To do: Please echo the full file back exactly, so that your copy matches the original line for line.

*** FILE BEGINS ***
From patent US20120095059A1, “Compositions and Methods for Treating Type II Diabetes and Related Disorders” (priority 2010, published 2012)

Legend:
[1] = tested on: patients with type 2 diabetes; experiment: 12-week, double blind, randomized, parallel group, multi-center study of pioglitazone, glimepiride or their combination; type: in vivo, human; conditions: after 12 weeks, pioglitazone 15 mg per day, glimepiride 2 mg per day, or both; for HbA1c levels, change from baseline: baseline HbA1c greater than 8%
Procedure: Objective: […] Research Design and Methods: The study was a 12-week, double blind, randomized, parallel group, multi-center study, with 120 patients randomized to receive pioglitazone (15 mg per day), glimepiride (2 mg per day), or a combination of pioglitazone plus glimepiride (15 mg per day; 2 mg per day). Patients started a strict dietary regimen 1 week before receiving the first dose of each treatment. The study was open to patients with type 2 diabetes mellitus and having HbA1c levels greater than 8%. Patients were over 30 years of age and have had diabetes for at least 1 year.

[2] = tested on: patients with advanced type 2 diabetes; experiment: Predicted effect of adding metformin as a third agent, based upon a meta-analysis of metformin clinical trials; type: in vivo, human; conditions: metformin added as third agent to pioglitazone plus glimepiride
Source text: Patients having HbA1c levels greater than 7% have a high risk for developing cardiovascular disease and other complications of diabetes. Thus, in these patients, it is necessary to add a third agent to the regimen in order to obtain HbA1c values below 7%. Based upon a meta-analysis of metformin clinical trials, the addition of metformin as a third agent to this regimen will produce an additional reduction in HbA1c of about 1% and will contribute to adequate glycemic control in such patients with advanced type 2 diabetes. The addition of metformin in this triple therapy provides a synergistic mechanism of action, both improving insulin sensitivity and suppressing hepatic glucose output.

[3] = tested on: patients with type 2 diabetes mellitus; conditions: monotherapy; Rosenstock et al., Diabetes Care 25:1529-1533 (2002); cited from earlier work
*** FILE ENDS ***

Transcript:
From patent US20120095059A1, “Compositions and Methods for Treating Type II Diabetes and Related Disorders” (priority 2010, published 2012)

Legend:
[1] = tested on: patients with type 2 diabetes; experiment: 12-week, double blind, randomized, parallel group, multi-center study of pioglitazone, glimepiride or their combination; type: in vivo, human; conditions: after 12 weeks, pioglitazone 15 mg per day, glimepiride 2 mg per day, or both; for HbA1c levels, change from baseline: baseline HbA1c greater than 8%
Procedure: Objective: […] Research Design and Methods: The study was a 12-week, double blind, randomized, parallel group, multi-center study, with 120 patients randomized to receive pioglitazone (15 mg per day), glimepiride (2 mg per day), or a combination of pioglitazone plus glimepiride (15 mg per day; 2 mg per day). Patients started a strict dietary regimen 1 week before receiving the first dose of each treatment. The study was open to patients with type 2 diabetes mellitus and having HbA1c levels greater than 8%. Patients were over 30 years of age and have had diabetes for at least 1 year.

[2] = tested on: patients with advanced type 2 diabetes; experiment: Predicted effect of adding metformin as a third agent, based upon a meta-analysis of metformin clinical trials; type: in vivo, human; conditions: metformin added as third agent to pioglitazone plus glimepiride
Source text: Patients having HbA1c levels greater than 7% have a high risk for developing cardiovascular disease and other complications of diabetes. Thus, in these patients, it is necessary to add a third agent to the regimen in order to obtain HbA1c values below 7%. Based upon a meta-analysis of metformin clinical trials, the addition of metformin as a third agent to this regimen will produce an additional reduction in HbA1c of about 1% and will contribute to adequate glycemic control in such patients with advanced type 2 diabetes. The addition of metformin in this triple therapy provides a synergistic mechanism of action, both improving insulin sensitivity and suppressing hepatic glucose output.

[3] = tested on: patients with type 2 diabetes mellitus; conditions: monotherapy; Rosenstock et al., Diabetes Care 25:1529-1533 (2002); cited from earlier work